The BladeCenter HS21, and the System x3550 and x3650 are available with an Intel Xeon 50-watt, quad-core processor. In addition, dual core Xeon processors, which are available in 35-watt and 40-watt versions, are available in select models of the BladeCenter HS21.
On AMD chips, IBM launched the BladeCenter LS21 and LS41, and the System x3655. The servers are available with Dual Core AMD Opteron processors, which run on 68 watts.
In addition, IBM is selling a 4-Gbyte Flash Drive option for the HS21 XM, a blade server that has up to 32 Gbytes of internal memory and up to eight I/O ports.
The servers combine the low-power chips with IBM's own technology to maximize efficiency in the new products. Intel's latest chips save up to 60 watts of energy per blade, according to IBM. For its part, IBM has added its own proprietary technology for regulating air intake and circulation, and software that lets IT meter, control, and cap power consumption across servers.
With rising energy costs and concern over global warming caused, in part, by carbon dioxide generation at power plants, companies are looking for servers that use less energy and also run cooler, which means less money spent on air conditioning for the data center.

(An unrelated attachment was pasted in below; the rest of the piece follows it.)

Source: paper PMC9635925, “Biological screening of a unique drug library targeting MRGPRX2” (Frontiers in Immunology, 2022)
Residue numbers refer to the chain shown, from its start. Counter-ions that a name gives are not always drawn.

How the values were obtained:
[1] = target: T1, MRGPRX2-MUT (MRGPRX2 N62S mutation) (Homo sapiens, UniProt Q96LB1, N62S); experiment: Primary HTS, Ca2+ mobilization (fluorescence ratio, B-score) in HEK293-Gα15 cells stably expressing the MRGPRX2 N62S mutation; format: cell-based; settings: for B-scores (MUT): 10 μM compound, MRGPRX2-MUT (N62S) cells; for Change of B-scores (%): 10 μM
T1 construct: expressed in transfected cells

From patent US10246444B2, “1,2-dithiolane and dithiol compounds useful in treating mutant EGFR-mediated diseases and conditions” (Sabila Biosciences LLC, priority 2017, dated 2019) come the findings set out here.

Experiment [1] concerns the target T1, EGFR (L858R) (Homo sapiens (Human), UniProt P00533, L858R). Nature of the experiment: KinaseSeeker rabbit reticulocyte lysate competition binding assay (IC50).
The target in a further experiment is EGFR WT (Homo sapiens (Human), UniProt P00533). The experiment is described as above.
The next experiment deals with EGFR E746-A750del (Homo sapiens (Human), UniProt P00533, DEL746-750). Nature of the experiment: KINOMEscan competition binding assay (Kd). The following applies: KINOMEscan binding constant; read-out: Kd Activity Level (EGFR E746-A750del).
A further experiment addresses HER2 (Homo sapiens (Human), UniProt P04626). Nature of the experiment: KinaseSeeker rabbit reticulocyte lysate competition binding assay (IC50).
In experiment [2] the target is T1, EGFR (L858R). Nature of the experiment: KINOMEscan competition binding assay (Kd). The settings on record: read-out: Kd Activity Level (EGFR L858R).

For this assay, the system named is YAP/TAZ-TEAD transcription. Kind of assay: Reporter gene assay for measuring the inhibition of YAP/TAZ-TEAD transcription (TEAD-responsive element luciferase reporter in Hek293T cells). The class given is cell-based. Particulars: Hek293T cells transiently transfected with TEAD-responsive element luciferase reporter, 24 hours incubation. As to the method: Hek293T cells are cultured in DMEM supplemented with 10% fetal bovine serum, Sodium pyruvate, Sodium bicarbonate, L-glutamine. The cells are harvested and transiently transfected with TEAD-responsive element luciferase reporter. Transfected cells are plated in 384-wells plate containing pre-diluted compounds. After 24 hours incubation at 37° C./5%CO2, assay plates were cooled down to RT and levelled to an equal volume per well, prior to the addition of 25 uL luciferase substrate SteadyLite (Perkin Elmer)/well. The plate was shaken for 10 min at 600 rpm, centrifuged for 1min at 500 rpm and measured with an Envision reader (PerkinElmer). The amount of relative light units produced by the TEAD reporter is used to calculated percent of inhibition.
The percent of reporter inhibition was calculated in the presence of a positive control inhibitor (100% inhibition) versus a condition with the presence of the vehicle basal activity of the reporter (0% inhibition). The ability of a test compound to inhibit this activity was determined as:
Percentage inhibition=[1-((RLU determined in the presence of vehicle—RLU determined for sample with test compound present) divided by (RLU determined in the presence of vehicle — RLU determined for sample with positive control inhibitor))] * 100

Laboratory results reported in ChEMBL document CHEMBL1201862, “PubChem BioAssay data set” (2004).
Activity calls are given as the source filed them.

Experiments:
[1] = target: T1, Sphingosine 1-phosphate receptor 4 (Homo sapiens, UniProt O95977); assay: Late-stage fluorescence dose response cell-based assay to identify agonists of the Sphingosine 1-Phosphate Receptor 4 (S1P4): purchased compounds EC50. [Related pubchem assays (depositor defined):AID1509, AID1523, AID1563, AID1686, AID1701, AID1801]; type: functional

The Flash-Drive option for the HS21 XM reduces power by directing use away from traditional spinning hard drives, which use far more power than the solid-state devices. The flash-memory option can be used as a Linux boot device, and as a storage device for lower bandwidth applications to complement share storage architectures, such as network attached storage or storage area networks.
Pricing for the new products was not immediately available.
5 Top Federal Initiatives For 2015As InformationWeek Government readers were busy firming up their fiscal year 2015 budgets, we asked them to rate more than 30 IT initiatives in terms of importance and current leadership focus. No surprise, among more than 30 options, security is No. 1. After that, things get less predictable.